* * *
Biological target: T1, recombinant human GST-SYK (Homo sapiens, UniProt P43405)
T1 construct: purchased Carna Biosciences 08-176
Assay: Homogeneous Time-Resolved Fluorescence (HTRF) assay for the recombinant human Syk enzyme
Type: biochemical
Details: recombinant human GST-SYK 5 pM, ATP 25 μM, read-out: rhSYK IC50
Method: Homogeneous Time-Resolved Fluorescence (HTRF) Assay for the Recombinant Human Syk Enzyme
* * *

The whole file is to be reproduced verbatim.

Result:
Biological target: T1, recombinant human GST-SYK (Homo sapiens, UniProt P43405)
T1 construct: purchased Carna Biosciences 08-176
Assay: Homogeneous Time-Resolved Fluorescence (HTRF) assay for the recombinant human Syk enzyme
Type: biochemical
Details: recombinant human GST-SYK 5 pM, ATP 25 μM, read-out: rhSYK IC50
Method: Homogeneous Time-Resolved Fluorescence (HTRF) Assay for the Recombinant Human Syk Enzyme